Such 3-D reconstructions have already been used in American courts. Earlier this year virtual reality was used for the first time in a British case when Private Lee Clegg had his conviction for the murder of Karen Reilly, shot at an army checkpoint, quashed. Now the Criminal Cases Review Commission has contacted the company which produced the Clegg sequence with a view to using the technology in some of the 200 cases under review.
Clegg's lawyer, Simon McKay, says virtual reality particularly lends itself to shooting cases: "It's an excellent way of illustrating extremely complex series of movements. And there is terrific scope in exploiting it." In November, when Private Clegg is retried for murder, at Belfast Crown Court the virtual reality presentation of the evidence will again be central to the case.
Historically, it has always been criminal defence lawyers who have found new ways to use cutting-edge technology. Many new scientific techniques have evolved from cases like those of the Birmingham Six and Guildford Four.
It was during one of Mr McKay's many visits to Northern Ireland that he first stumbled across the possibilities of virtual reality technology. "I was sitting in a Belfast hotel room and saw an ITN piece on the TWA plane disaster. They had reconstructed it in graphic form, you saw the plane flying, the nose drop off and then it plummeted to the sea." He rang up ITV and was put in touch with television graphic design company, The Look. They had to work quickly on a simulation acceptable to both judges and prosecution.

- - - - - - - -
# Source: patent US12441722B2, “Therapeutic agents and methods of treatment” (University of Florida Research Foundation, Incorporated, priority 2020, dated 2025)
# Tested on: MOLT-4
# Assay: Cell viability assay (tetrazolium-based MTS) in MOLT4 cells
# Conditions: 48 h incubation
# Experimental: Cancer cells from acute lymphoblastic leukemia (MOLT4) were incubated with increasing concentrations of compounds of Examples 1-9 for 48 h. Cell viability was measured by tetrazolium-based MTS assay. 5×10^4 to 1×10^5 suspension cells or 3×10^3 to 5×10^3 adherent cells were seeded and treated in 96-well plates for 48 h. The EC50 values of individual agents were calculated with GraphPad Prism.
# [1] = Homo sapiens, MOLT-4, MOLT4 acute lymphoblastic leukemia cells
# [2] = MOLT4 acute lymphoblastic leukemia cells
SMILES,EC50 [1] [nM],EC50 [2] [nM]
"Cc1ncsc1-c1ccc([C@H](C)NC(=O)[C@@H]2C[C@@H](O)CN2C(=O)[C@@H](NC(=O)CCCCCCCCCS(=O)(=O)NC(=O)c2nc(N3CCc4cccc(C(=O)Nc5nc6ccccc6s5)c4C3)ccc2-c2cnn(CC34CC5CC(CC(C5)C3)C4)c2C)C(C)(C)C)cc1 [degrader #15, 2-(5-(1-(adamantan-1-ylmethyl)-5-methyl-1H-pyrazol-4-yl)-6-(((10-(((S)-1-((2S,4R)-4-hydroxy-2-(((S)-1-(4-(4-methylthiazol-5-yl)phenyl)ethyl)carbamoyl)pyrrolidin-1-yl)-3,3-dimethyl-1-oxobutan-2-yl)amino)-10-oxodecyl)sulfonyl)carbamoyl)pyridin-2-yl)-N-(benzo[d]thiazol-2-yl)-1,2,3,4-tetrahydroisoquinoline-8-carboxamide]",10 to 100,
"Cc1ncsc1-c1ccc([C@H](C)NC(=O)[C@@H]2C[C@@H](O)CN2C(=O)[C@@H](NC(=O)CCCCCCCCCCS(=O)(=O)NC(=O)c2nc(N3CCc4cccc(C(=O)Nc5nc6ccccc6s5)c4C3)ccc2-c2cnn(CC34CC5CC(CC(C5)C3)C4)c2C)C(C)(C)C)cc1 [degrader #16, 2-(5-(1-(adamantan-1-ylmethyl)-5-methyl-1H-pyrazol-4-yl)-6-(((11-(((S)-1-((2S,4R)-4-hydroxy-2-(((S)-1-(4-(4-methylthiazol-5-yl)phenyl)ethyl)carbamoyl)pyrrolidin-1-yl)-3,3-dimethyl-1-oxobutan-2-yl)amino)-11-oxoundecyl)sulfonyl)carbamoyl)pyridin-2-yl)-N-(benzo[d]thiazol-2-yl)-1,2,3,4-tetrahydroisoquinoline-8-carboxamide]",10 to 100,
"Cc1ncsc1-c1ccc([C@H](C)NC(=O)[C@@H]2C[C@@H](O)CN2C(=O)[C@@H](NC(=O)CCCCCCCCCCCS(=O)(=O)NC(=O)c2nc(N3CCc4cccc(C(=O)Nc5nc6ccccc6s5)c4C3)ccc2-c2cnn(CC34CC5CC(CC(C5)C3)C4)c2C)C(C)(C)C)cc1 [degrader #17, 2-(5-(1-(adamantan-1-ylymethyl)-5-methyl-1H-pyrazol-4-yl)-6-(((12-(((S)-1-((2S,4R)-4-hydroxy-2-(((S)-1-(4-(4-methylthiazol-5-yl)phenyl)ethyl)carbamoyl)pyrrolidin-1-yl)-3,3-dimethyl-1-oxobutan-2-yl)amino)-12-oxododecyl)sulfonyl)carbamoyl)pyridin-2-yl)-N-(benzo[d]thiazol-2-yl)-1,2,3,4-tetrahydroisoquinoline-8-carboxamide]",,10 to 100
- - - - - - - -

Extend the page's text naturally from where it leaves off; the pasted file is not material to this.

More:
It is really only this type technology which is capable of detailing the kind of precision needed to illustrate the flight and trajectory of a sequence of bullets each fired at intervals of a fifth of a second. The Look was asked to map just four of a total of 30 odd bullets fired on the fateful night.
Although there is no precedent in UK courts for the use of this kind of 3-D reconstruction, the Northern Ireland Court of Appeal allowed the technique on the basis that it should be considered on its own merits. However, in the Clegg judgement the three appeal court judges said that virtual reality reconstructions were limited in their importance because they were not conclusive. Nevertheless, Mr McKay points out that immediately after the court had seen the first run through of the simulation the judges wasted no time in asking for a second viewing. He adds: `It was extremely helpful because it did enable everybody to see what the possible movements of the girl's body were in the back of the car."
Other lawyers may have to wait before they can adapt virtual realty to their cases. The technology is still too expensive to have widespread use. The Look costs it out at pounds 1,000 a day, and people on legal aid are not going to be able to afford it.
The legal profession in this country is notorious for being slow to catch on to state-of-the-art advances in information technology. However, in America, 3-D simulation is frequently used to illustrate car accidents, serious personal-injury cases and other liability claims.
Mr McKay is sure he will be using virtual reality again. In fact he already has a case which he describes as "spookily similar" to the Clegg case, in which a woman was shot dead in the back of a car.Reuse content